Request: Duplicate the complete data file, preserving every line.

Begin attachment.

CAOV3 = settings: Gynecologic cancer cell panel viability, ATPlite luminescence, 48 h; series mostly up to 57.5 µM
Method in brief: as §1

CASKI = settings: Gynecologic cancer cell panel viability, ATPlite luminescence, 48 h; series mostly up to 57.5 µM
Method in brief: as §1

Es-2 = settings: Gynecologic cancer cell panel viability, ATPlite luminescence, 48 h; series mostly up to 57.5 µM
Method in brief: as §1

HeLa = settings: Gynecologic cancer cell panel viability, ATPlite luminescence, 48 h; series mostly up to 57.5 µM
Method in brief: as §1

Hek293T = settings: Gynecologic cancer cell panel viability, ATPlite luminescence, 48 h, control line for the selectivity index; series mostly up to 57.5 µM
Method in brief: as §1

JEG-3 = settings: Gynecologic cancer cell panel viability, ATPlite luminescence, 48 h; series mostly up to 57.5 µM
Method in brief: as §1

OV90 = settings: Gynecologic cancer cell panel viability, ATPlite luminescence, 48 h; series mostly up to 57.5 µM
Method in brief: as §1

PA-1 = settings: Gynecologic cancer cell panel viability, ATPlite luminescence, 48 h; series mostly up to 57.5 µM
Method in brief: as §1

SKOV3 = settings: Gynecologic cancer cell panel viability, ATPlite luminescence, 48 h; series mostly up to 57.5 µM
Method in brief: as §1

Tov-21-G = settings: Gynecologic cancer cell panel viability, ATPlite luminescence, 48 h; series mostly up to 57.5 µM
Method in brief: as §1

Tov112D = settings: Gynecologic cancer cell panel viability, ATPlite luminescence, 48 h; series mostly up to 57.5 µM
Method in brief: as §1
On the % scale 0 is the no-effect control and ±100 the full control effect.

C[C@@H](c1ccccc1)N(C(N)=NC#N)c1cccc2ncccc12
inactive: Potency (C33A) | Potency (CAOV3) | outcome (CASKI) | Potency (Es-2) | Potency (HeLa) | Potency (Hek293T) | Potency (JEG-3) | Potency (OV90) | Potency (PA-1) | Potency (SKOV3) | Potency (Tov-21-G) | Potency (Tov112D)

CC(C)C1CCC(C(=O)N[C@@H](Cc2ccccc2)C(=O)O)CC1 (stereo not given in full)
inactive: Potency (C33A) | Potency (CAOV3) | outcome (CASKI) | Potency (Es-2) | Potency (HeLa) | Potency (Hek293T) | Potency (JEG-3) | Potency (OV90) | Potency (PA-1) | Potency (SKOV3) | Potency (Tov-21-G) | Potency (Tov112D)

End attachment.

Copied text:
CAOV3 = settings: Gynecologic cancer cell panel viability, ATPlite luminescence, 48 h; series mostly up to 57.5 µM
Method in brief: as §1

CASKI = settings: Gynecologic cancer cell panel viability, ATPlite luminescence, 48 h; series mostly up to 57.5 µM
Method in brief: as §1

Es-2 = settings: Gynecologic cancer cell panel viability, ATPlite luminescence, 48 h; series mostly up to 57.5 µM
Method in brief: as §1

HeLa = settings: Gynecologic cancer cell panel viability, ATPlite luminescence, 48 h; series mostly up to 57.5 µM
Method in brief: as §1

Hek293T = settings: Gynecologic cancer cell panel viability, ATPlite luminescence, 48 h, control line for the selectivity index; series mostly up to 57.5 µM
Method in brief: as §1

JEG-3 = settings: Gynecologic cancer cell panel viability, ATPlite luminescence, 48 h; series mostly up to 57.5 µM
Method in brief: as §1

OV90 = settings: Gynecologic cancer cell panel viability, ATPlite luminescence, 48 h; series mostly up to 57.5 µM
Method in brief: as §1

PA-1 = settings: Gynecologic cancer cell panel viability, ATPlite luminescence, 48 h; series mostly up to 57.5 µM
Method in brief: as §1

SKOV3 = settings: Gynecologic cancer cell panel viability, ATPlite luminescence, 48 h; series mostly up to 57.5 µM
Method in brief: as §1

Tov-21-G = settings: Gynecologic cancer cell panel viability, ATPlite luminescence, 48 h; series mostly up to 57.5 µM
Method in brief: as §1

Tov112D = settings: Gynecologic cancer cell panel viability, ATPlite luminescence, 48 h; series mostly up to 57.5 µM
Method in brief: as §1
On the % scale 0 is the no-effect control and ±100 the full control effect.

C[C@@H](c1ccccc1)N(C(N)=NC#N)c1cccc2ncccc12
inactive: Potency (C33A) | Potency (CAOV3) | outcome (CASKI) | Potency (Es-2) | Potency (HeLa) | Potency (Hek293T) | Potency (JEG-3) | Potency (OV90) | Potency (PA-1) | Potency (SKOV3) | Potency (Tov-21-G) | Potency (Tov112D)

CC(C)C1CCC(C(=O)N[C@@H](Cc2ccccc2)C(=O)O)CC1 (stereo not given in full)
inactive: Potency (C33A) | Potency (CAOV3) | outcome (CASKI) | Potency (Es-2) | Potency (HeLa) | Potency (Hek293T) | Potency (JEG-3) | Potency (OV90) | Potency (PA-1) | Potency (SKOV3) | Potency (Tov-21-G) | Potency (Tov112D)